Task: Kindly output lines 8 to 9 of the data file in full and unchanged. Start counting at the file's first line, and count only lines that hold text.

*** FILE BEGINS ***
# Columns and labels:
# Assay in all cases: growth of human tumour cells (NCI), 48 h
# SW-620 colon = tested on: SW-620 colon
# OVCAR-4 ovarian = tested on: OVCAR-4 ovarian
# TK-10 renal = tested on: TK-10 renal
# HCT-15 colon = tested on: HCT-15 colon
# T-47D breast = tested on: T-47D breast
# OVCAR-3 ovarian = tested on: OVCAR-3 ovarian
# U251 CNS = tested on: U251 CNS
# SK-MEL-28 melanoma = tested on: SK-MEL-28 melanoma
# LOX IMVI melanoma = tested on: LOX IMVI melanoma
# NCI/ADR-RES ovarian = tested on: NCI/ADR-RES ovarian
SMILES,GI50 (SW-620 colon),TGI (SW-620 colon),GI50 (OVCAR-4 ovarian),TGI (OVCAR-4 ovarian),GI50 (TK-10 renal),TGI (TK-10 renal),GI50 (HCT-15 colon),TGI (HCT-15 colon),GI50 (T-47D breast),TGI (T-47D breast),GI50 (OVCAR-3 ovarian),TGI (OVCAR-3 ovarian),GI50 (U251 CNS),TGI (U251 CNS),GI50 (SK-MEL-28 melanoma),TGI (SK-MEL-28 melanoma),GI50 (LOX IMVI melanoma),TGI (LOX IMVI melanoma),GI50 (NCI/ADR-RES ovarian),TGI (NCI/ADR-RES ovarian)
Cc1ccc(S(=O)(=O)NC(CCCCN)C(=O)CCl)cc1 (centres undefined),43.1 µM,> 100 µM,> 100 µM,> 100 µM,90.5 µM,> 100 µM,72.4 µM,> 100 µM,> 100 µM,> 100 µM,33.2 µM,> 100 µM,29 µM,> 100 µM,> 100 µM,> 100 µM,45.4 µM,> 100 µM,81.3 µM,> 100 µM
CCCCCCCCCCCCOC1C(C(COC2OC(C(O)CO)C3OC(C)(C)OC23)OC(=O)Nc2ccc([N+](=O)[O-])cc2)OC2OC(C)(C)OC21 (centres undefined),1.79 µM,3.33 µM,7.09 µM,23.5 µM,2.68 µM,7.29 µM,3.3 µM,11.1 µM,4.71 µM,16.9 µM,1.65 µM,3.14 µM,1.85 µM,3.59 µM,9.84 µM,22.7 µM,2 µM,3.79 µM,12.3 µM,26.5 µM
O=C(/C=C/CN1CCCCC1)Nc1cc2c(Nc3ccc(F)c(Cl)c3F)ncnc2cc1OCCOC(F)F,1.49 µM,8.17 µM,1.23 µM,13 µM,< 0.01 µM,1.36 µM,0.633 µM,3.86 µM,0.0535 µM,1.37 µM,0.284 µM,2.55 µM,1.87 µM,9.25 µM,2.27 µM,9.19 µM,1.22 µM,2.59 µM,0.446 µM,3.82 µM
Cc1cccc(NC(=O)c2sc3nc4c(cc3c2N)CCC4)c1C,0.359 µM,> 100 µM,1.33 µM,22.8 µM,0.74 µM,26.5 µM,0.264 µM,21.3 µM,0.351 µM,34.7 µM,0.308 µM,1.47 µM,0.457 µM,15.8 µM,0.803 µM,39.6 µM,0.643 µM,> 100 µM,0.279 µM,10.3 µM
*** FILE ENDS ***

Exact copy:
# OVCAR-3 ovarian = tested on: OVCAR-3 ovarian
# U251 CNS = tested on: U251 CNS